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Hippopotamister

Hippopotamister cover

Title:    Hippopotamister
Author:   John Patrick Green
Series:  —
Recommended for:  early chapter book readers, early readers on the C or D level, listeners ages 4 and older
Pages:   84 p.
Call Number/Link:   GN J GREEN, J.

Rating:  ****

 

 

 

 

Synopsis:

“The zoo isn’t what it used to be. It’s run down, and Hippo hardly ever gets any visitors. So he decides to set off for the outside with his friend Red Panda. To make it in the human world, Hippo will have to become a Hippopotamister: he’ll have to act like a human, get a job, and wear a hat as a disguise. He’s a good employee, whether he’s a construction worker, a hair stylist, or a sous chef. But what he really needs is a job where he can be himself”–Amazon.com.

 

Comments:

Hippopotamister is my kind of graphic novel!  It strikes me as one or two steps beyond a picture book.  Its text is fairly short, but in speech bubbles, and the print is large enough for younger readers.  (Happily, the text is also large enough for more aged readers!)

It is the cute, funny story of a red panda and hippopotamus who leave the worn down City Zoo to live amongst the humans.  They have a series of jobs, but wind up being fired from each and every one.

Now for the $20,000 question:  will they ever find the place where they actually belong?

I think this book will appeal to readers who have a good grasp of sight words and are ready for something a bit more complicated.  Listeners ages 4 and up will also enjoy it.

 

 

 

 

 

 

 

 

 

 

 

 

 

 

 

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Posted by on June 8, 2016 in Funny, Graphic Novels, Juv

 

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The Wonderful Habits of Rabbits

Wonderful habits of rabbits cover

Title:   The Wonderful Habits of Rabbits
Author:   Douglas Florian
Series:   —
Recommended for:   Preschoolers, kindergarteners, elementary school students.  College students who need a poem in picture book form.

Pages:   32 p.
Call Number/Link:  E Florian, D.

Rating:   ****

 

Synopsis:

Join a family of rabbits as they have all kinds of fun throughout the day.

Comments:

Hurray!  A book for college children’s lit students who need a poem in picture book form!!!  I am so glad that poet Douglas Florian decided to publish a picture book this year.

Actually, I think it deserves a little more enthusiasm.

Hip Hip Hurray!!!

The students could use it for these project themes:  rabbits, seasons, nature, animals, family, a day from beginning to end, activities, habits

It is also a great choice for preschoolers, kindergarteners and elementary school students.  (It could also work for older students doing a poetry unit and anyone who likes poetry and/or picture books.)

 

 

 
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Posted by on April 29, 2016 in Picture Books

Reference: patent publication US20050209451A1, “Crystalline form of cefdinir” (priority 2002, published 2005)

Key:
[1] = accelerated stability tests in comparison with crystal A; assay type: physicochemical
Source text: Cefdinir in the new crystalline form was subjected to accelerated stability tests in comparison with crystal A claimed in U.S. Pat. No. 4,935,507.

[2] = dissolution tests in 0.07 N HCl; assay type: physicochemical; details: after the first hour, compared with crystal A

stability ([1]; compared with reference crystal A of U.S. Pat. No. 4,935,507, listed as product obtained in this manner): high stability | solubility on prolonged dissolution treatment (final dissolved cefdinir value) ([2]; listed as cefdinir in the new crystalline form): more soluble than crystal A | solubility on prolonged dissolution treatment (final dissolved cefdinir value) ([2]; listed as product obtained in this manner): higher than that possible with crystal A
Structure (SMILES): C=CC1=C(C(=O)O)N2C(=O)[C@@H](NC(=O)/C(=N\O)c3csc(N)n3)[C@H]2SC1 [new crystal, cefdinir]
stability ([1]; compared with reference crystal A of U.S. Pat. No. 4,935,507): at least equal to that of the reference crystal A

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A Hungry Lion, or A Dwindling Assortment of Animals

Hungry Lion or Dwindling Assortment... cover

Title:    A Hungry Lion, or A Dwindling Assortment of Animals
Author:   Lucy Ruth Cummins
Series:  —
Recommended for:  students in grade school and up who aren’t especially fond of cute little animals
Pages:   32 p.
Call Number/Link:  E CUMMINS, L.

Rating:  ****

 

 

Synopsis:

Members of a large group of animals, including a penguin, two rabbits, and a koala, disappear at an alarming rate but the hungry lion remains.

Comments:

This one is best for bigger kids who will not mind its food chain theme. (In other words, I don’t recommend using it for preschool storytime.)

Not for the very sensitive, or those who are especially fond of cute little animals.

But yes – I laughed.

 

 
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Posted by on March 25, 2016 in Funny, Picture Books

 

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Where’s Walrus? and Penguin?

Where's WalrusTitle: Where’s Walrus? and Penguin?
Author: Stephen Savage
Series: Where’s Walrus?
Recommended for: Preschool and up
Pages: 32 pages
Call Number/Link:  E SAVAGE, S.

Synopsis:When Walrus and his friend Penguin escape from the zoo, Will the zookeeper must find them.  

This is the second book in this wordless book series.  I love this series, I picked up the first book during my youngest sons’ walrus phase.  We love poring over the pictures to see how walrus and penguin hide from the zoo keeper.  The fun about a wordless book is you can create your own story.  The story doesn’t have to be the same each time you read. Also, children like to take a turn making up the story.  It is also a great time seeing your child’s mind at work.

 

 
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Posted by on August 31, 2015 in Picture Books, Wordless

 

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